Indian PR & Communications industry and operative media environment vis-à-vis the global matrix

First things first, it is not easy to understand the Indian PR & Communications industry and the operative media environment vis-à-vis the global matrix in a single article. Yet, it is important to understand some key tenets of such an overview, especially with reference to Europe and US.

India’s PR industry has witnessed remarkable growth. According to the Public Relations Consultants Association of India’s (PRCAI) annual Study of Public Relations Insights, Nuggets, and Trends (SPRINT) 2022-23, the Indian PR industry expanded by about 13% in 2022-23 and fuelled by a burgeoning economy, stood tall at ₹2100 crore.

This robust growth reflects both inspiration and aspiration within the Indian PR ecosystem. India’s PR industry now accounts for 8.5% of the Asia-Pacific market and 1% of the global PR industry.

The PR industry in India and Asia is a dynamic tapestry of cultural nuances, economic shifts, and technological advancements. As globalisation accelerates, PR professionals find themselves at the crossroads of tradition and innovation.

India boasts a vibrant media industry, comprising broadcast, print, and digital media. However, it’s essential to recognise that the Indian media landscape is fragmented, with a strong regional focus. The media’s high level of polarisation adds complexity to PR strategies. In contrast, some other Asian countries like China and North Korea tightly controls its media, emphasising state narratives.

India’s competitive markets require robust PR efforts to differentiate brands. Here digital transformation has revolutionised media consumption.

Studies suggest that crisis handling, public affairs/advocacy, and internal communication are the top services provided by Indian PR firms. South India has emerged as a hub for IT, pharma, Ed-tech, and health & wellness firms. The Southern region recorded a 44% growth rate from 2017 to 2022, outpacing the North and West regions. In terms of size, Mid-tier PR companies have seen impressive growth, with revenues increasing by 71% from FY16 to FY22.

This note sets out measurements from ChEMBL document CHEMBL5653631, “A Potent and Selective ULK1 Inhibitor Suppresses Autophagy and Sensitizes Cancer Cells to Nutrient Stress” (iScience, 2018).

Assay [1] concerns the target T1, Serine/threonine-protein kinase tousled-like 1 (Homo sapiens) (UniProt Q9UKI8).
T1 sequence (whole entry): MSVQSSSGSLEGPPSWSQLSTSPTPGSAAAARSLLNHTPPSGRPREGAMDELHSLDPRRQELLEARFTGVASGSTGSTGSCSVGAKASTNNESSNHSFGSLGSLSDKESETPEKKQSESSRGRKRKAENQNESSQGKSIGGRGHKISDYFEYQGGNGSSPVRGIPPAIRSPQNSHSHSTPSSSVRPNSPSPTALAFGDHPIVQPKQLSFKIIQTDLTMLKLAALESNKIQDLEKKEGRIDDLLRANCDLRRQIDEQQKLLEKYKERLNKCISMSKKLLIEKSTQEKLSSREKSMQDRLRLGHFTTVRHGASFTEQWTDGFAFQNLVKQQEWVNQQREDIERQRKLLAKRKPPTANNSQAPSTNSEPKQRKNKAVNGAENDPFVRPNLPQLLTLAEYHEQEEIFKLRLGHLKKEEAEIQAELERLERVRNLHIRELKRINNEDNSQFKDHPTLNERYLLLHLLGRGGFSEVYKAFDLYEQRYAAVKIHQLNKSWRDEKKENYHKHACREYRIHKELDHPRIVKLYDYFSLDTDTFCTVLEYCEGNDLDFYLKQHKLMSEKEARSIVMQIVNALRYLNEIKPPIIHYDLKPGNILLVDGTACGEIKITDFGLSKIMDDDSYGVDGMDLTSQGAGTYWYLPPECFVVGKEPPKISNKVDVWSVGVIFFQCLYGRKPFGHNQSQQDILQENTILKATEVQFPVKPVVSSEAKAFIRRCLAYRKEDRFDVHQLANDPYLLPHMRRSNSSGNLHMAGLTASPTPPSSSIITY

As the communication industry evolves, consolidation becomes a prevailing trend. Mergers and acquisitions reshape the competitive landscape. While global PR firms adapt, India’s PR industry navigates its unique challenges. Talent acquisition remains critical, and technology complements strategic consulting.

The media landscape in India presents a stark contrast to that of the United States and Europe shaped by cultural, economic, and technological factors.

In India, there is a higher tendency for media consumption on mobile devices, with internet speeds being faster and more far-reaching. Here, a significant portion of the population accesses news through smartphones, facilitated by affordable cost of data. The number of active internet users is staggering, with figures close to 700 million. This mobile-first approach contrasts with US and Europe where desktop and traditional media were the primary sources before the transition to mobile.